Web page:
drying herbs

herbs for drying 

since we seem to be on a bit of an herb theme here, i thought i'd share a few thoughts about drying herbs. when summer is high and the herbs are exploding, i can never keep up. so i dry them, for the colder months when i'm dreaming of fresh herbs on everything from scrambled eggs to salad dressings to cool ice water.

drying herbs

drying herbs & curing garlic 

before you dry your herbs, be sure to rinse them or brush them off to remove any dirt or tiny critters. i dry my herbs in two main ways. the first is in hanging bunches. this works for things that get tall, like lemon balm, peppermint, and oregano (which is what is pictured here). i tie them up with twine and tape them to the door frame. hooks also work well. just make sure there is enough air flowing around them so that they can dry completely.

drying herbs 

for smaller herbs, rose petals, lavender, chamomile, red clover (pictured here), i use an old window screen on my dining room table. ideally, i should probably prop this up on something to increase air circulation, but it still works.

once everything is dry, i crumble up the big leaves and store everything in jars for later use. i shared my favorite herbal tea recipe here a few years ago (it's still my standby, and is delicious iced as well). i also use my dried herbs to make infused oils, my favorite shampoo, bath soaks, and obviously for cooking as well. what are your favorite herbs to dry?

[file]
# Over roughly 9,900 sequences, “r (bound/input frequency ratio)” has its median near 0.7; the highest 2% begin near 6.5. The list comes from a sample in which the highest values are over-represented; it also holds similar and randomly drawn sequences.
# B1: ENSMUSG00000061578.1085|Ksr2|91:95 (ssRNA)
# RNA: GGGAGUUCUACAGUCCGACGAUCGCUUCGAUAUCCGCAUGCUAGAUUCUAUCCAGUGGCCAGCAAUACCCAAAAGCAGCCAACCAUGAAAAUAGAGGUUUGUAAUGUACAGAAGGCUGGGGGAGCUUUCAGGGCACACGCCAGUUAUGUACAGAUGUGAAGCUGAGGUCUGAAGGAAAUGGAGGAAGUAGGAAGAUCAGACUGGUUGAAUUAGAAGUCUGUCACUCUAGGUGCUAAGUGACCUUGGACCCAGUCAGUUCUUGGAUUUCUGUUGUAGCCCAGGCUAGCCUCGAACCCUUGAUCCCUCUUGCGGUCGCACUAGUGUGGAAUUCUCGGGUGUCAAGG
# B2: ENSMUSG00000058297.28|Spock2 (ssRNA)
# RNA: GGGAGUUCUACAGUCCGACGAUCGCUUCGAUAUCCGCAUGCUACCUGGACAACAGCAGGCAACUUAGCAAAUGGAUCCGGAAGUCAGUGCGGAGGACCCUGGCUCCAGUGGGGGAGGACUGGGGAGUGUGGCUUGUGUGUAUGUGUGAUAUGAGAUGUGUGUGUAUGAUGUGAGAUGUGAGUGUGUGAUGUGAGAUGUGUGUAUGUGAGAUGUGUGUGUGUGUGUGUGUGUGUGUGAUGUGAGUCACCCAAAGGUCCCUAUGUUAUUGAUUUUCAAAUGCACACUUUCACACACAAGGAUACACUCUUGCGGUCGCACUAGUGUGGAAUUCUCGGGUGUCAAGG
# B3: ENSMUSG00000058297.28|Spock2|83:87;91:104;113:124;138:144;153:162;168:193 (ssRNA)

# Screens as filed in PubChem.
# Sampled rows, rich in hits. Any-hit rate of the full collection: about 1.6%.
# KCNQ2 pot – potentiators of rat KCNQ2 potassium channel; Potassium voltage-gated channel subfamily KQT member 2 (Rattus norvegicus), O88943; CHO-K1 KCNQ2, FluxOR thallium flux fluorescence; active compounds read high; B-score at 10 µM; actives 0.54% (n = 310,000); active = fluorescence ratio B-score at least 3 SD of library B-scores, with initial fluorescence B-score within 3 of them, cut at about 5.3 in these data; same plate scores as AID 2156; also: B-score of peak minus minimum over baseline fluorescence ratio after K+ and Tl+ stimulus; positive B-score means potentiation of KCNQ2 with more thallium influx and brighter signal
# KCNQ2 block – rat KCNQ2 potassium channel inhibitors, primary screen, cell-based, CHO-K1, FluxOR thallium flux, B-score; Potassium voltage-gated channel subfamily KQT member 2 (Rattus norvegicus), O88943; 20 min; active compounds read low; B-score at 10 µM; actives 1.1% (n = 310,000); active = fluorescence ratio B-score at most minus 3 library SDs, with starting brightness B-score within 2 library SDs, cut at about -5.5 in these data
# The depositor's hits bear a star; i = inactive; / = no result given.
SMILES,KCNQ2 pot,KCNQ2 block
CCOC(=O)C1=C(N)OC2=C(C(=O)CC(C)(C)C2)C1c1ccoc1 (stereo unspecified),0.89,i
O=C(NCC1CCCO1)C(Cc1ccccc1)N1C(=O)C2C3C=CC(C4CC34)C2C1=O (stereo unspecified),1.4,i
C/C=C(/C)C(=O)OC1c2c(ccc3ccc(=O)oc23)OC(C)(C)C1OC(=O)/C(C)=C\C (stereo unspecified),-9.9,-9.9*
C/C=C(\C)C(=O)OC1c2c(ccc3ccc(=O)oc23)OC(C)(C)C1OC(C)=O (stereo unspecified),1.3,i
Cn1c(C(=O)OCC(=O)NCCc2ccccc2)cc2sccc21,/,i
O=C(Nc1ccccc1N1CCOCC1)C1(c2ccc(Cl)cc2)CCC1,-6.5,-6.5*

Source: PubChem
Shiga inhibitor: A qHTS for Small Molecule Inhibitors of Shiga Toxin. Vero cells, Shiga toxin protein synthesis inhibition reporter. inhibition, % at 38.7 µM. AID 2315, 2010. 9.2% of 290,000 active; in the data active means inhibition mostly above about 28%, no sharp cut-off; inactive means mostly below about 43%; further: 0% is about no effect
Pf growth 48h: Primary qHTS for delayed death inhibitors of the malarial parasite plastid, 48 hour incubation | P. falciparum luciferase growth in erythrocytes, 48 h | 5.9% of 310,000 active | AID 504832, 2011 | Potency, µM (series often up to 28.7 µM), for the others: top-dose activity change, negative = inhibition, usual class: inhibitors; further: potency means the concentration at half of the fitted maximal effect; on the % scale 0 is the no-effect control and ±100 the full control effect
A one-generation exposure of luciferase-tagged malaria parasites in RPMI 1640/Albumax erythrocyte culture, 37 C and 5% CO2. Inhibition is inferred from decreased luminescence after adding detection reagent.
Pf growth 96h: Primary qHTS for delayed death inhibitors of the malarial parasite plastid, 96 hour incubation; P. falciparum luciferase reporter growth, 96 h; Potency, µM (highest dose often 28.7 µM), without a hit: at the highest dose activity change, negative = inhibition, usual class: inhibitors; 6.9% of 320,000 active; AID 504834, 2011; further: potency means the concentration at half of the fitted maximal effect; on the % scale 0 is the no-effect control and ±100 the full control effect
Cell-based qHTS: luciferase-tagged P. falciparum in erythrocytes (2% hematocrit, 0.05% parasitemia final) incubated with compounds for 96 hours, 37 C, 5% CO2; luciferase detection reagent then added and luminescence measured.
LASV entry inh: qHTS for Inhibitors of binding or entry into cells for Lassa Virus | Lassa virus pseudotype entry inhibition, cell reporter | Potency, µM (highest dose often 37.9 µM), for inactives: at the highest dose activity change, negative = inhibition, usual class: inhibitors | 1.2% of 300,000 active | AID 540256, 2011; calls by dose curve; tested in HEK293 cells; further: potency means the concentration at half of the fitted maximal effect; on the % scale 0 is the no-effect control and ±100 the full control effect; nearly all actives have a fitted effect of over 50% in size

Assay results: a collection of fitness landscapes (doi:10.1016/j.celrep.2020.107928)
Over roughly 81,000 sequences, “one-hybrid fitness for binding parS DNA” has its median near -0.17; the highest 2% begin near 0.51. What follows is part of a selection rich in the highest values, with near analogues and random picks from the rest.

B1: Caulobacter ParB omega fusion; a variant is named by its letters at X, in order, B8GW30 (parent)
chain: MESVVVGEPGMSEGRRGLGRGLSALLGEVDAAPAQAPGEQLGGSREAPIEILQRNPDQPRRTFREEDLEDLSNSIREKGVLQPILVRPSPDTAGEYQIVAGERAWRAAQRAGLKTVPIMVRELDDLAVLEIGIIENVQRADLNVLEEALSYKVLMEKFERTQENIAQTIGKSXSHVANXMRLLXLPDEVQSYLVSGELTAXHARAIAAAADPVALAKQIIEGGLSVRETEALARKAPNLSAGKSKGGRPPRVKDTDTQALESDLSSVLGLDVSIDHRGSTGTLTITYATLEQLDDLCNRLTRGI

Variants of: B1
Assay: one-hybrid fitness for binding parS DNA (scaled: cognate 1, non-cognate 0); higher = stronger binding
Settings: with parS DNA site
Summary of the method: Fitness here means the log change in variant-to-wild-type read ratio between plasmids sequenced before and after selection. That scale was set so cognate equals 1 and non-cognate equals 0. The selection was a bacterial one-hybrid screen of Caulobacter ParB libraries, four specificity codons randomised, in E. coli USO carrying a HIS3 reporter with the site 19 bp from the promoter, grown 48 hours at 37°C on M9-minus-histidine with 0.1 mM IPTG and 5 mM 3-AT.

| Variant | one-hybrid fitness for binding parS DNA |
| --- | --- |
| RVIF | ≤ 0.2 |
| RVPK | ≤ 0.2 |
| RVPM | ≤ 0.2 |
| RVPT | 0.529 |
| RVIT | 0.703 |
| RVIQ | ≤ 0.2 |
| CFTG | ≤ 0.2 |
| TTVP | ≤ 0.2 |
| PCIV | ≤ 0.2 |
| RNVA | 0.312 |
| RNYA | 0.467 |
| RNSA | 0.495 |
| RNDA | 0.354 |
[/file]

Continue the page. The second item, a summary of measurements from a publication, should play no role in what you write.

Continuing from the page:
Friday, July 13, 2012

Chipping Away

DSC_0024 some progress
Things are a bit slow going up front.
It has however improved and I am chipping away at it. Which is better than not chipping at all right?

I made that promise and I am keeping to it, even if it is at snail's pace.

So here is what I have been working on...

:: I dug up everything from the front and leveled out the slope.

:: Since a rock wall is not in our budget right now I settled for a holly hedge at the bottom of the slope. Once the roots settle in I am hoping the shrubs will act as the anchor. I will have to prune it over  time so it doesn't grow too tall but I think I am going to like having a bit of evergreen in the winter months.

:: I salvaged some bricks and made a low wall to separate the top from the slope. I like the effect and I plan to plant succulents along it.

:: I have transplanted several perrenials from other places of my property to the front to help fill things in a bit.

:: It is amazing how full sun can make such a difference in the size of a plant especially veggies. Swiss chard has never been so big or happy on my property. The few that I planted are loving it up front as well as the tomatoes.

Still to do list:

:: I plan to fill in with lots of herbs such as sage, lavender and grey santolina.

:: The soil is pretty compacted and clay based. I plant to apply a good amount of compost and leaf mulch this fall.

:: Replace a concrete walkway to the front door with a stone pathway. 

Until I can purchase some more things I water, I weed and I envision.

Patience truly is a gardener's best friend.

Friday, July 6, 2012


DSC_0102 DSC_0101 DSC_0100
 I know it may seem a bit silly but even though my garden is right outside my back door I find myself not using herbs to their fullest potential.

This week I found myself picking from a jar of fresh mint (left over from the mojitos) and adding it to dishes I normally wouldn't. 

It got me thinking that maybe if I had several jars with fresh clipped herbs out at hands reach that maybe I would be a little more creative and use them more.

I clipped dill, more mint, anise hyssop, thyme, oregano, sage and flat leaf parsley.

I added the dill to a beet, cucumber goat cheese salad, the mint to jars of ginger iced tea (it's been really hot here!), the parsley to an adzuki bean and quinoa salad and I used the oregano and thyme to make some Zaatar.

Having them out on the window sill had me using them so much more and they are all so pretty as their own little bouquets.

What herbs are you loving these days?